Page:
Anyone who learns history courtesy of the modern media could well get the impression that, without the king in Buckingham Palace and the pope in the Vatican, Adolf Hitler’s Nazi regime in Germany would not have been able to start World War II. Such hopeless history has the effect, intended or unintended, of getting Joseph Stalin’s totalitarian regime in the Soviet Union and the Communist Party in the West off the hook.

The latest revelation in this genre occurred with the recent release of footage, probably taken in 1933, of members of the royal family giving the “Heil Hitler” salute at the Balmoral royal estate.

The pictures, released by The Sun in Britain, feature the duchess of York (later Queen Elizabeth and later still the Queen Mother), Princess Elizabeth (later Queen Elizabeth II) and the prince of Wales (later King Edward VIII and later still the duke of Windsor) in the act. At the time, the Queen was about six years old.

Not surprisingly the images aroused outrage, especially on Twitter. It all fitted in with the line that members of the royal family were, and remained for some time, supporters of Nazism in general and Hitler in particular. This is total myth.

When the footage was taken circa 1933, Hitler had only just come to power in Germany. Few, if any, commentators in 1933 realised what Hitler and the Nazis would become a few years later.

As historian Andrew Roberts (who criticised the support of King George VI and Queen Elizabeth for appeasement in 1939) pointed out last weekend in Britain’s The Sunday Times, the Nazi salute was widely ridiculed in Britain in the early 1930s. He added that the Balmoral footage amounted to “joking mimicry of a weird foreign craze” and that “to mistake it for any kind of ideological support for Nazism would be utterly ludicrous”. Quite so.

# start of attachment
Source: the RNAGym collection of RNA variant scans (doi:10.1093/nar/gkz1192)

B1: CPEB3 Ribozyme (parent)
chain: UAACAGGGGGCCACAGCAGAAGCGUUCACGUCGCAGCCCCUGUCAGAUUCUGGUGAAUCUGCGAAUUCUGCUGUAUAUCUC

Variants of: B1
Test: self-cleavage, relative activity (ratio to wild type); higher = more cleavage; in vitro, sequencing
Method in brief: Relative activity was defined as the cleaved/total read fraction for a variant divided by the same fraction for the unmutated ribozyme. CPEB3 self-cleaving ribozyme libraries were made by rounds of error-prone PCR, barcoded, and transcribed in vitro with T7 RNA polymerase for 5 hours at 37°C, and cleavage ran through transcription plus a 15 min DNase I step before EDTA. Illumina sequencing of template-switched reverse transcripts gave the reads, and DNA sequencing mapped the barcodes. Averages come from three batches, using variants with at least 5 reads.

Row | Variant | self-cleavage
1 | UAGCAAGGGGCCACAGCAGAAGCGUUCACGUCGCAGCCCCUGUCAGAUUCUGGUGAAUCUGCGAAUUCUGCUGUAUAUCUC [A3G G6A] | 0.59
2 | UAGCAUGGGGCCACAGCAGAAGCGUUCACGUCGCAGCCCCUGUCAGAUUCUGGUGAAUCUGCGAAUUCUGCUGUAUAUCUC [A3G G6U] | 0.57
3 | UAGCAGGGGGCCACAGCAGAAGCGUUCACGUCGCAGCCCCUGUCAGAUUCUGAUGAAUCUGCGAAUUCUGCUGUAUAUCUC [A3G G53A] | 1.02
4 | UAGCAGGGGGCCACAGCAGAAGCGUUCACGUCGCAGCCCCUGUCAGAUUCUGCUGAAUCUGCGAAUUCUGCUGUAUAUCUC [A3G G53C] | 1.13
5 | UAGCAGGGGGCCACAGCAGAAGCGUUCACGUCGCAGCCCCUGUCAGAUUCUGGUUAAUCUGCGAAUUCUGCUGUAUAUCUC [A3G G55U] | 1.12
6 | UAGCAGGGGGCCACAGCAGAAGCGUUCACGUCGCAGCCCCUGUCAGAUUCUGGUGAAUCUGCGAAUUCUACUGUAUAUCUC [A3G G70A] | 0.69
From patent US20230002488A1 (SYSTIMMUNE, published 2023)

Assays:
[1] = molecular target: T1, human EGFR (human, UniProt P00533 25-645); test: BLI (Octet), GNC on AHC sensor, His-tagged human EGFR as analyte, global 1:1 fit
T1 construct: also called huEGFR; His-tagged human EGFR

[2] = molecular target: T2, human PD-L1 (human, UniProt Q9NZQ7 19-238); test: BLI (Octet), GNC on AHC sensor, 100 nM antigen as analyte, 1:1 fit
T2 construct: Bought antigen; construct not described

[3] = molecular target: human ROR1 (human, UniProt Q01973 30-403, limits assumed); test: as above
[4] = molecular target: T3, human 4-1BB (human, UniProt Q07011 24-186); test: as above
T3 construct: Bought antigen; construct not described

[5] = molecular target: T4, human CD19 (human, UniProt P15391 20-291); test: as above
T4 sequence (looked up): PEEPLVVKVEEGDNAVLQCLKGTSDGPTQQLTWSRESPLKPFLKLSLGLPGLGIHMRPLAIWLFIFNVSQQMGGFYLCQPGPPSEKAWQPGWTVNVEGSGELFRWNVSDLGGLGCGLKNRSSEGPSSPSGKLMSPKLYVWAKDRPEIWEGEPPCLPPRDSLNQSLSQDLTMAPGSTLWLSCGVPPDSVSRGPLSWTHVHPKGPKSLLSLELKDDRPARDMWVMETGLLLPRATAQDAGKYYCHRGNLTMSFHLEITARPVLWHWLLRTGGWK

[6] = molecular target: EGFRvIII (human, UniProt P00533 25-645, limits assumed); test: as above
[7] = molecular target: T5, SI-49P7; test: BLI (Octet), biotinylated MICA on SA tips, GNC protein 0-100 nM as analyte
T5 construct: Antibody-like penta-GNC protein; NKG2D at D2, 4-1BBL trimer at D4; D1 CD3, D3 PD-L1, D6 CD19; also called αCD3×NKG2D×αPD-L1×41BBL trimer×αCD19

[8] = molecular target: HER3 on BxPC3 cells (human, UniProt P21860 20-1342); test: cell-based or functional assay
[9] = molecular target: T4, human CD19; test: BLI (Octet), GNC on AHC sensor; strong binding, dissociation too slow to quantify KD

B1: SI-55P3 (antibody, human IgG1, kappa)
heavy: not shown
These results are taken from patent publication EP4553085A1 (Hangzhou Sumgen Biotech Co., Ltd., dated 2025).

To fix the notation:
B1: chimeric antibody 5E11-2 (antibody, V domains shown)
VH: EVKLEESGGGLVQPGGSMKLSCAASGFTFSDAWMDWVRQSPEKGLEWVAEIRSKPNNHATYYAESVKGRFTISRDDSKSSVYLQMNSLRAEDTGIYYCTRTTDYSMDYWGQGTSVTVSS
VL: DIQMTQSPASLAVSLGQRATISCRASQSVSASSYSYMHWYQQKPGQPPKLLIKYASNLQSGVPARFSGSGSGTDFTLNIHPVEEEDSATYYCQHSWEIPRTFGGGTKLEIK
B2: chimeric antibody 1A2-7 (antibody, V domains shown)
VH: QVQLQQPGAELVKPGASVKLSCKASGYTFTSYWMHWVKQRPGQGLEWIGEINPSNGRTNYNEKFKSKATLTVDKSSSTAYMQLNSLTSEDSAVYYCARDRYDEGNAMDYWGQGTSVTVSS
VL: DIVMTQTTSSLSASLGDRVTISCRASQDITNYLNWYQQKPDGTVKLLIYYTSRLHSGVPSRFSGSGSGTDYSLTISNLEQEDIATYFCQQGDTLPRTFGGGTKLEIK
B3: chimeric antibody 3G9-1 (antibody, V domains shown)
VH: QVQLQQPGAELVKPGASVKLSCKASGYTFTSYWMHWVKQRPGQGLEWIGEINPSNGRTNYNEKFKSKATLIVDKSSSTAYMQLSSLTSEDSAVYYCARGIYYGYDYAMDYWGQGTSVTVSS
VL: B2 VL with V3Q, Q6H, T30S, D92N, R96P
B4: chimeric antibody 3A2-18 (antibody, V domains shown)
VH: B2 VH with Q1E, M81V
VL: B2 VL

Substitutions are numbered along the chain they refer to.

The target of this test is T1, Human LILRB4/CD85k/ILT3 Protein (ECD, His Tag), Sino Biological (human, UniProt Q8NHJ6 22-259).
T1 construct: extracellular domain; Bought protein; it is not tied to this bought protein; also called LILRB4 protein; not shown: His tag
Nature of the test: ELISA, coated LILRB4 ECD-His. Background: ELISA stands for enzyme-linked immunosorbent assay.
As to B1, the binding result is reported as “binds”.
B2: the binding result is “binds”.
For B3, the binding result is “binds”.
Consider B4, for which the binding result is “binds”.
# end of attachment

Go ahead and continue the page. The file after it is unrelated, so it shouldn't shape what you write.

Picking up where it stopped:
It is true the duke and duchess of Windsor (aka Wallis Simpson) flirted with Nazism and Hitler in the late 30s and into the early 40s. But Edward had abdicated as king in December 1936.

It is also true that, in an unwise and perhaps unconstitutional gesture, George VI and Queen Elizabeth invited Neville Chamberlain on to the balcony at Buckingham Palace when he returned from Munich with the infamous “peace in our time” agreement in September 1938.

But the facts are incontrovertible. When the duke of Windsor was spruiking for Hitler’s Germany he was effectively exiled from Britain.

And when, under Chamberlain’s leadership, Britain went to war with Germany, he enjoyed the full support of his king and queen. So, later, did Winston Churchill.

As William Shawcross documents in his official biography Queen Elizabeth: The Queen Mother, the Queen Mother subsequently acknowledged it had been a mistake for her and George VI to appear with Chamberlain on the Buckingham Palace balcony. However, it remains a fact there was widespread support for ­appeasement at the time throughout what became the Commonwealth of Nations — including in Australia.

As Shawcross has pointed out, there is “not a scintilla of any pro-German, pro-Nazi sympathy” in the Queen Mother’s extensive correspondence.